ban on the sale of ephedra was scheduled to take effect Monday, April 12,
according to documents from the federal Food and Drug Administration.
rule banning ephedra was published Feb. 6. Typically, such actions take
effect 60 days after the publication of a final rule.
FDA rule reflects what the scientific evidence shows - that ephedra poses
an unreasonable risk to those who use it," Health and Human Services
Secretary Tommy G. Thompson said in a statement. "The regulations
prohibit the sale of dietary supplements containing ephedra, and we intend
to take swift action against anyone who puts consumers at risk by continuing
to sell such products after the prohibition takes effect."
is a naturally occurring substance derived from plants, the FDA said. It
is often referred to by its Chinese name, Ma huang. The dietary supplement
contains ephedrine, which is regulated as a drug when it is produced artificially.
is often marketed as a weight loss aid, and many athletes use it in an
attempt to enhance sports performance.
announced in December that the FDA planned to ban the supplement. In addition,
the FDA issued a consumer alert at that time regarding the safety of dietary
supplements containing ephedra and notified manufacturers of its intent
to publish a final rule that will say dietary supplements containing ephedrine
alkaloids present an unreasonable risk of illness or injury.
December, we advised consumers to stop using ephedra products, and we asked
responsible companies to stop selling them," FDA Commissioner Mark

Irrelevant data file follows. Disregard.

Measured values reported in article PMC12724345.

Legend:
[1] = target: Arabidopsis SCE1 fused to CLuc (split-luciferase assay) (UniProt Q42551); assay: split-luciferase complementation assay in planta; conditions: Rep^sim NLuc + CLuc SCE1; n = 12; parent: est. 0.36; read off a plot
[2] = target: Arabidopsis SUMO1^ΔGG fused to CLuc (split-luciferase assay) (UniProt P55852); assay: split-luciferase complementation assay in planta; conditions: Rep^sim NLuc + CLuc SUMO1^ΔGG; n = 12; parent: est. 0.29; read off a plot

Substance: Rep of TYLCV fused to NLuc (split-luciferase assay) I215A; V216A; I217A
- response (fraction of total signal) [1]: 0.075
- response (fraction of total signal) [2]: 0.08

B. McClellan said.
in statements regarding the ban, pointed to a number of studies, including
one by Rand Corp., noting safety risks associated with products containing
recent studies have also confirmed that ephedra use raises blood pressure
and otherwise stresses the circulatory system, effects that have been conclusively
linked to significant and substantial adverse health effects like heart
problems and strokes,” the FDA said in a statement.
the agency and a number of states that have already banned the substance
pointed to the deaths of a number of prominent athletes who used the drug,
including Baltimore Orioles pitching prospect Steve Bechler.
months of government buildup to the ban, it was nearly held up after one
manufacturer of the herbal supplement made an 11th-hour attempt
to block the ban. Late Monday, a judge rejected the request.
Inc. of Newton, NJ, which makes the ephedra product Stacker 2, had asked
U.S. District Judge Joel Pisano to block the FDA’s action, The
Associated Press reported. Pisano refused to grant a temporary restraining
order after a hearing April 12, the date the ban was to take effect.
and other officials waited for Judge Pisano’s decision and for the
ban to take effect, they issued a warning to consumers.
the final rule prohibiting the sale of ephedra-containing dietary supplements
takes effect, FDA reiterates its warning to consumers: ‘Do not take these
products. They are simply too risky,’” McClellan said.
H. Reddig, associate editor
can be reached at email@example.com.